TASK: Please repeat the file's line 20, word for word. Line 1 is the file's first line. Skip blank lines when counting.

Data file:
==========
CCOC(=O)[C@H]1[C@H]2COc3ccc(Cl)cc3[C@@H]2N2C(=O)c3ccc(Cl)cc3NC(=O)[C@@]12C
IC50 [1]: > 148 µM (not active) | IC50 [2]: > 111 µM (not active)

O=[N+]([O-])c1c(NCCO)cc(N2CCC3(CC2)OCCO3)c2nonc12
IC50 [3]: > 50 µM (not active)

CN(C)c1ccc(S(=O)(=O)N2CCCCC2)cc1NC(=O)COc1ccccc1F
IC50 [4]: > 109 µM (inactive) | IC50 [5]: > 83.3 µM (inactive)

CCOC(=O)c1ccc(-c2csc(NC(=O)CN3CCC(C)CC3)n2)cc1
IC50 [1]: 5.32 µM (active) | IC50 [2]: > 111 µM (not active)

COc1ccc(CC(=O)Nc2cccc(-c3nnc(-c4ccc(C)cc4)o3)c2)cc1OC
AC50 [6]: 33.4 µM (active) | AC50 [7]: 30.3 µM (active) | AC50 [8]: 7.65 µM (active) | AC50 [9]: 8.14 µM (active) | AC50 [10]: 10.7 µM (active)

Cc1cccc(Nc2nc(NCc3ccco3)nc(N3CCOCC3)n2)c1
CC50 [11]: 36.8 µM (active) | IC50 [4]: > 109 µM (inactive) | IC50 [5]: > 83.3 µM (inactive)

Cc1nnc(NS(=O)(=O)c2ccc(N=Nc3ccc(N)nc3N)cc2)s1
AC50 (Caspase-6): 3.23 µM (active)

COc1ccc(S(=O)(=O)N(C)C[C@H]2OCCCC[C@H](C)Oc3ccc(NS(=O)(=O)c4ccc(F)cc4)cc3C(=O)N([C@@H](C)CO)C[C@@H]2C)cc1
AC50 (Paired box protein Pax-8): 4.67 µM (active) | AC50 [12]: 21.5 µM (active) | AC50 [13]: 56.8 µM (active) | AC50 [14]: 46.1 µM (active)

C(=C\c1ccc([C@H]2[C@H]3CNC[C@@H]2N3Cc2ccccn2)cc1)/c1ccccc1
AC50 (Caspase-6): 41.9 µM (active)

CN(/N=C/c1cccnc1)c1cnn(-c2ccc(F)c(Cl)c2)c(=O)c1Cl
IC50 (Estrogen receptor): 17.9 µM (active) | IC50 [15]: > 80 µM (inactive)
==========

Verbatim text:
IC50 (Estrogen receptor): 17.9 µM (active) | IC50 [15]: > 80 µM (inactive)